How do we create culture? The question is far too broad and deep to thoroughly address in a blog post (or even a series of posts). Brilliant men and women spend their lives studying culture. As leaders, we need to continually challenge ourselves; therefore, it is a worthwhile endeavor to spend time thinking, reading, and praying about culture. In a previous post, I presented the premise that the best way to impact culture is to create new culture. Today, I invite you to consider the question ‘How do we create culture?’

man writing job satisfaction list on whiteboard

I once heard Ken Myers (Former NPR Arts & Humanity Editor of Morning Edition, current resident of Mars Hill Audio) speak at an “Institute on Contemporary Culture” at my church. He challenged us to think about our doctrine of creation – not creation vs. evolution; rather, Myers spoke about a theology built around the following idea: since we are created in God’s image (Genesis 1:27), and God created the heavens and the earth (Genesis 1:1), we are inherently creators. According to Genesis, all of creation was good prior to the Fall since God deemed it so. Adam and Eve were contributors of creativity.

Think for a moment about the last time you created something. Perhaps nothing comes to mind immediately so consider the following: Have you ever upgraded landscape around your home? Built a stool, desk, table or cabinet? Have you written a poem, song, or short story? Taken a photograph or painted a picture? Perhaps as a little league coach you created a plan for the season. Our understanding of the doctrine of creation impacts us in many ways. Myers points out that folks often pray “Thy will be done on earth as it is in heaven,” yet they are either unaware of their God-given ability to help bring heaven to earth or they chose not to attempt to do so. (Find the blog post here). When we realize we are created in the image of the Creator, we begin to understand our potential as creators.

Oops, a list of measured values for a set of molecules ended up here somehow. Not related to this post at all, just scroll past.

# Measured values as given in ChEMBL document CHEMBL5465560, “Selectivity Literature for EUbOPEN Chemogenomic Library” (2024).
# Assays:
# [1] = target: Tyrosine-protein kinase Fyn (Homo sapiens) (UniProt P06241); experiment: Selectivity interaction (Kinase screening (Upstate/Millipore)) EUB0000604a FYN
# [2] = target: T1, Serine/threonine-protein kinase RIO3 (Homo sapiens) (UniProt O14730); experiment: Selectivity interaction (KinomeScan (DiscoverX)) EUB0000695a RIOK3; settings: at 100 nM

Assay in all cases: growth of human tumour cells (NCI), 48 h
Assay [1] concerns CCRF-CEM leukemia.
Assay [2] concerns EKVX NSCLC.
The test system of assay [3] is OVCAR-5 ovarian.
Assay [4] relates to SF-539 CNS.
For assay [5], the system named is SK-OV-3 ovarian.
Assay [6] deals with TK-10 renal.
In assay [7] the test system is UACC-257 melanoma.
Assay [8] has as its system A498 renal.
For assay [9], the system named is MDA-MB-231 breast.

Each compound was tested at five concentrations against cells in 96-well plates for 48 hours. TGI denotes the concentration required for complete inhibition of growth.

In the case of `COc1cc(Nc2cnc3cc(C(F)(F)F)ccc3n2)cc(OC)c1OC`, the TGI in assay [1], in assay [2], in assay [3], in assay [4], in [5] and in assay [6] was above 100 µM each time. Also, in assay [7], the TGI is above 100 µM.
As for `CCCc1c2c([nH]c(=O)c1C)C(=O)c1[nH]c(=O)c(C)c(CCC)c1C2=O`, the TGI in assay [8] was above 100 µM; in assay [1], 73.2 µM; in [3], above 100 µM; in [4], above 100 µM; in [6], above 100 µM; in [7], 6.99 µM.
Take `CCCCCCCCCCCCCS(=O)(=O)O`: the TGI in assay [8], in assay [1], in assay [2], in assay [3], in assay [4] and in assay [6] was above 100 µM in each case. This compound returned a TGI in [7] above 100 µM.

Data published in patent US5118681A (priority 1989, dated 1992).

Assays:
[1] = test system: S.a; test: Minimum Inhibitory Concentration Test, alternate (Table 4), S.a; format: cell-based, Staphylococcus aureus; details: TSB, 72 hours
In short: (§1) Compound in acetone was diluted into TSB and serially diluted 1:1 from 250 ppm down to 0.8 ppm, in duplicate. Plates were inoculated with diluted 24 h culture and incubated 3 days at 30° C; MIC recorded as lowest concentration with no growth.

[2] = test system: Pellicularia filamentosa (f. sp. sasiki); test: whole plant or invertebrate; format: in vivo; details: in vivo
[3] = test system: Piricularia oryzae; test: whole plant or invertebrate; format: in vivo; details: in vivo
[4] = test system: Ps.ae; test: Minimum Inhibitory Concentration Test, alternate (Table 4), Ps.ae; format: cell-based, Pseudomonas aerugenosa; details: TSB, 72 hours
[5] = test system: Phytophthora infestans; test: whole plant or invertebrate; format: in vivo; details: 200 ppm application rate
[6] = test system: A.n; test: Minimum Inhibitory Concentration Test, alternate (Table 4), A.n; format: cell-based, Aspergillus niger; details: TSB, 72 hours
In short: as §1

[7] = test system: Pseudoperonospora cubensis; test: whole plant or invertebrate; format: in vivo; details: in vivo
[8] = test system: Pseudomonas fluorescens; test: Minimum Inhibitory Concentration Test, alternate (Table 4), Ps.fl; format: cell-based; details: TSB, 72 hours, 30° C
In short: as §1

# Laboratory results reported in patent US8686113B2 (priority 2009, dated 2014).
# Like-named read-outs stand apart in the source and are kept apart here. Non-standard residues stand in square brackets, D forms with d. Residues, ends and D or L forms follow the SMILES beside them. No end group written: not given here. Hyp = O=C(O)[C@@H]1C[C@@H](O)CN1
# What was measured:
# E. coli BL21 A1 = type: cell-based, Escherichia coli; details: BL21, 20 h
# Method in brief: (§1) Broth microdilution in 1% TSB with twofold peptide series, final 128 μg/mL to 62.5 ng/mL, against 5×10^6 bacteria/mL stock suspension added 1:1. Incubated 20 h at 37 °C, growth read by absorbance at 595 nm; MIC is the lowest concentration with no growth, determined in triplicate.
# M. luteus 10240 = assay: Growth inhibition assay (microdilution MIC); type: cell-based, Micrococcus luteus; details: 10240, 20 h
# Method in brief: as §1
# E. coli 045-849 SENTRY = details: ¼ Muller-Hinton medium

A second crucial factor in creating culture is recognizing that culture is cumulative. We have all been given culture and cultural artifacts with which to work (i.e. we have been placed into situations where “our little world” exists already). Only God began ex nihilo (out of nothing – He is the uncreated Creator). In Every Good Endeavor, authors Tim Keller and Katherine Leary Alsdorf explore the notion that what we make of culture is simply rearranging what has already been handed to us. Adam and Eve were placed in the Garden of Eden and told to name animals (Adam), work the fields, and create family; in short they were working with that which they were given (& given responsibility over). Mankind has been working with, recreating and remixing the starting blocks ever since.

Consider your job. What have you been given charge over, and what have you made of it? Have you created any teams, a repeating calendar of events, a system for training and retaining talent? Have you created a marketing plan or crafted a 5/10 year business plan? Perhaps you have created traditions for your family? I used to relish the satisfaction felt when I finished a project. In dismissing this feeling as simply completing a task, I minimized part of what I was created to do. Have you felt a similar satisfaction with your work? This is the work of creating culture.